Tata UK unions vote for strike
Union members at Tata Steel UK have voted by almost 9-1 to go on strike in a row over pensions, threatening the biggest labour action in the British steel industry in more than 30 years.
- Published 30.05.15
London, May 29: Union members at Tata Steel UK have voted by almost 9-1 to go on strike in a row over pensions, threatening the biggest labour action in the British steel industry in more than 30 years.
Members of the Community union backed strikes by 88 per cent and other forms of action by 96 per cent in a turnout of 76 per cent - all well above the new 40 per cent thresholds for ballots being planned by the government.
The unions are protesting against plans to replace the British Steel Pension Scheme with another one that the workers say could see them retiring at 65 instead of 60. The unions fear the new scheme will increase the financial burden on the workers.
Roy Rickhuss, general secretary of Community, said: "We stand on the brink of the first national strike in the steel industry for over 30 years."
The union, which did not give a date for a strike, said it was calling for the Tatas to return to negotiations.
On behalf of his union, Rickhuss said: "Community's members at Tata Steel have now spoken loud and clear. Steelworkers are determined to stand up to Tata."
Another union, the GMB, announced its members at Tata Steel too had voted in favour of strikes. National officer Dave Hulse said: "GMB members have sent a clear message to the company that they will not sit back and let them take away their hard-earned pensions.... Our members will take whatever action is needed to keep the scheme open."
Gone are the days when the unions expressed support for a takeover by the Tatas. "We have lost faith in the company and its leadership and believe the company are putting the business at serious risk," said Hulse.
A Tata Steel spokesperson responded: "The result of the pension ballots is disappointing, given the company is proposing to continue providing employees with highly attractive and competitive pensions. Despite most final salary pension schemes having been closed, the company originally proposed to maintain the final salary pension provision."
The spokesperson added: "But the company's proposal was rejected by the unions. The shortfall of up to £2 billion (Rs 19,500 crore) faced by the pension scheme is not the fault of the company or its employees, but it can only be addressed if the company and its employees work together."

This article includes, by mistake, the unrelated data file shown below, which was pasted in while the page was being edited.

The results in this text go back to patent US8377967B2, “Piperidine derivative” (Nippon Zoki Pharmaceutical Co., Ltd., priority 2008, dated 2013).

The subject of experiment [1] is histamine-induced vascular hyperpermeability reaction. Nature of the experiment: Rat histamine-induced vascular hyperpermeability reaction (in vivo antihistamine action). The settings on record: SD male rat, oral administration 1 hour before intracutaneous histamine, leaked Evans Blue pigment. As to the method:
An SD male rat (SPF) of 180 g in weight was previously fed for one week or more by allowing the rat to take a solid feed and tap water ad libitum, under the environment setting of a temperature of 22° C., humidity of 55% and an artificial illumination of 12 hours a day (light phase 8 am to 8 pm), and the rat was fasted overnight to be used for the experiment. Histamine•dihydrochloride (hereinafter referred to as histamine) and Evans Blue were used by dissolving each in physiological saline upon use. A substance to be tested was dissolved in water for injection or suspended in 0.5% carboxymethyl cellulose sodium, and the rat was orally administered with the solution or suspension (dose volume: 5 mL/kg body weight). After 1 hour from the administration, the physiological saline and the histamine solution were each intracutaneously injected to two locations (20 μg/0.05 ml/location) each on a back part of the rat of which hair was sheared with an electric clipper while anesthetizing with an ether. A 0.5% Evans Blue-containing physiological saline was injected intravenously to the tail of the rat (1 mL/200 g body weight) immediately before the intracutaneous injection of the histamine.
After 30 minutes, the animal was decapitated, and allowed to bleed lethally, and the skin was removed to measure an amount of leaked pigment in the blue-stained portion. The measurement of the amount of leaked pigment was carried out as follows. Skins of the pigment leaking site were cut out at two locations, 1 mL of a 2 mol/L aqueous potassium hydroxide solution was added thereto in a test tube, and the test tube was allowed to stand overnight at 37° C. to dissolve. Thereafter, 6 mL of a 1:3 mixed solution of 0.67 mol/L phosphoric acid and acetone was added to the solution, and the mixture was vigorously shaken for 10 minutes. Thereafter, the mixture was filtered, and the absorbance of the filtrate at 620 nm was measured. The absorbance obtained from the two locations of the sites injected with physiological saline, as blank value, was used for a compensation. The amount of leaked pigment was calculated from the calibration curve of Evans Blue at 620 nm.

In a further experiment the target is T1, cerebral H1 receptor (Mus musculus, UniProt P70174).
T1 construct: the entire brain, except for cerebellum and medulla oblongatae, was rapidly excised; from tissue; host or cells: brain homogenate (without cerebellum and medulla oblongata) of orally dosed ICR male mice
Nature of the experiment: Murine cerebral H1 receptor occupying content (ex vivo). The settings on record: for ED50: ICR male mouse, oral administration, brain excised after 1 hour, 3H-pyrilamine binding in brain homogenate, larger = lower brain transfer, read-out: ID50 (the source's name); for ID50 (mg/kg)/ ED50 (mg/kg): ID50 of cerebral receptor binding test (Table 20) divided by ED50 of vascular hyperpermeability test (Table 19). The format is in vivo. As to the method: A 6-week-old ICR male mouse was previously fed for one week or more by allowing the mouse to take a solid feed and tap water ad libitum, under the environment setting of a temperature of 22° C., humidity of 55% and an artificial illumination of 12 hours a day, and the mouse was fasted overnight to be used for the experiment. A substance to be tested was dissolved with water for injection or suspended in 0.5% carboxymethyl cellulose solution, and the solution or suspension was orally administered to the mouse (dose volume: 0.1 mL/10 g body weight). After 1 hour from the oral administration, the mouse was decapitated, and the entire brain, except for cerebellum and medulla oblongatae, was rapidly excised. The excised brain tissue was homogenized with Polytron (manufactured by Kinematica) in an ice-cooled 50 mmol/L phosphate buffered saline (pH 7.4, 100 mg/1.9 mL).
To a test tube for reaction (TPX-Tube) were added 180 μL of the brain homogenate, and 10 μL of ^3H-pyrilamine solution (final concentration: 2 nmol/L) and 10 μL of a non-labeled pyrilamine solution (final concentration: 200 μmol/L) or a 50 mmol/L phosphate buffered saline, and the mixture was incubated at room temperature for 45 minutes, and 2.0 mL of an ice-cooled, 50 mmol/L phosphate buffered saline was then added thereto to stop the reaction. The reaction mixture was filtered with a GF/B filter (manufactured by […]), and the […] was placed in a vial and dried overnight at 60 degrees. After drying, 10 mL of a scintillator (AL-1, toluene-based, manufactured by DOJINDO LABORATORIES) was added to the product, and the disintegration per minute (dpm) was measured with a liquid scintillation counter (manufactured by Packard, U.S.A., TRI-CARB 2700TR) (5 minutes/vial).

Back in 2006, Ratan Tata was seen as the man with the magic touch when he bought Corus (previously British Steel), beating off competition from Brazil.
"But it has not been a good buy," a senior source in the steel industry told The Telegraph , adding context to the downturn in the steel industry, not just in Europe but across the world.
"Steel is doing badly, everyone is doing badly," he said.
Tata Steel posted a loss of Rs 3,926 crore on consolidated basis in the last financial year, after taking a hefty impairment charge on its UK business. Operationally, the Indian business was three times more profitable than the European ones, last year's result reveals.
The pound sterling has strengthened by 15-20 per cent against the Euro, making British steel even more expensive, the source pointed out.
Before the ballot result was announced, the chief executive of Tata Steel's European operations, Karl Koehler, sent an open letter to workers urging them not to support industrial action.
"The past few years have seen the UK - and most of the world - go through the worst financial crisis for generations. One of the consequences has been record-low interest rates. And like savings in the bank, our pension scheme's assets have not been growing fast enough to keep up with increases in the expected cost of providing benefits. The result has been a huge shortfall of up to £2 billion which is clearly not sustainable.
"We are still facing very difficult business conditions in the UK. Indeed our UK operations as a whole are still losing money and we will need further significant investments from Tata Steel if we are to build a sustainable business here," he stressed. "The changes we've proposed to our UK pension scheme will help protect the benefits colleagues have already earned."
In 2007, Tata Steel purchased a 100 per cent stake in the Corus Group, cumulatively valued at $12.04 billion. The deal was the largest Indian takeover of a foreign company and made Tata Steel the world's fifth-largest steel group.
"Many thought that Tata paid too high a price for Corus," the source said.
It is now an old-fashioned fight between the unions and management, for which the UK has been notorious.